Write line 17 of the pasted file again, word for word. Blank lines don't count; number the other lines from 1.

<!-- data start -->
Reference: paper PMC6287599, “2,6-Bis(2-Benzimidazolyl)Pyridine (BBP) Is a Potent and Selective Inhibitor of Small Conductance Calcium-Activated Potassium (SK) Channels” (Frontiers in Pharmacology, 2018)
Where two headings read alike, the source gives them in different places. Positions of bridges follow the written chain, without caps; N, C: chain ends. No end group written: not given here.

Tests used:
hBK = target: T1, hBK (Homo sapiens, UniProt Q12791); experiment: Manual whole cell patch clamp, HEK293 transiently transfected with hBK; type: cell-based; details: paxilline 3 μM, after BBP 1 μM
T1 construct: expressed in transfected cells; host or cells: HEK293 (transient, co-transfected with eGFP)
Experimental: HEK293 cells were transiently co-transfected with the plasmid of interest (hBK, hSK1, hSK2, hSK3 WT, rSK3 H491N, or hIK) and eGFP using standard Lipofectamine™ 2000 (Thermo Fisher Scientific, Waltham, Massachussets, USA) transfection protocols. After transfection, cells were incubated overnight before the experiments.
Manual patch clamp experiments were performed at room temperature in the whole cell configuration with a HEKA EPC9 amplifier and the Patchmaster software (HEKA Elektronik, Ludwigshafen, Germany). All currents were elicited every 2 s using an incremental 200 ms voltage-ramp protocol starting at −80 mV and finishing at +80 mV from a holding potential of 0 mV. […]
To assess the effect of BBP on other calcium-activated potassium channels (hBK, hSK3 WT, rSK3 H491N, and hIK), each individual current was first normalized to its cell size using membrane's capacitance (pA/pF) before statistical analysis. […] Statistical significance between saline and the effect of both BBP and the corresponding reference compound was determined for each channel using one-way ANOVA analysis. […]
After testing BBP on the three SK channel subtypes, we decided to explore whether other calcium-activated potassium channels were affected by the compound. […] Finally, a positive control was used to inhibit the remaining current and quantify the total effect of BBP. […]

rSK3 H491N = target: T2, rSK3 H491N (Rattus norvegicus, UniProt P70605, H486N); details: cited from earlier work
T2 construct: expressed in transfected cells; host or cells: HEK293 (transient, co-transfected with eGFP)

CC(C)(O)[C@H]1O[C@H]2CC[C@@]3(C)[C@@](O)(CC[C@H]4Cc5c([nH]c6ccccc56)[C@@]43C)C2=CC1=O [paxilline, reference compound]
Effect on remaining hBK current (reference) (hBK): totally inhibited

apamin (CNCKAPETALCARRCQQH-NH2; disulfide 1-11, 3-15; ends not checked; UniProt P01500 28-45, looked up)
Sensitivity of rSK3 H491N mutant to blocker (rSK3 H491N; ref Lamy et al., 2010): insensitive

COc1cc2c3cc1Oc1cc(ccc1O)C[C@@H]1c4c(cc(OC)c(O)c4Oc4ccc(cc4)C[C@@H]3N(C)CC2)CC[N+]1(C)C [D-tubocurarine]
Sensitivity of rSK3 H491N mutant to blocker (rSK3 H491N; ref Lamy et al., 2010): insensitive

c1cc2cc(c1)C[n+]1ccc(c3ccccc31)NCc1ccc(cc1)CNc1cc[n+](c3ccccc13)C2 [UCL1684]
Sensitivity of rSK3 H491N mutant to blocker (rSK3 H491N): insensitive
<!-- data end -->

Sensitivity of rSK3 H491N mutant to blocker (rSK3 H491N; ref Lamy et al., 2010): insensitive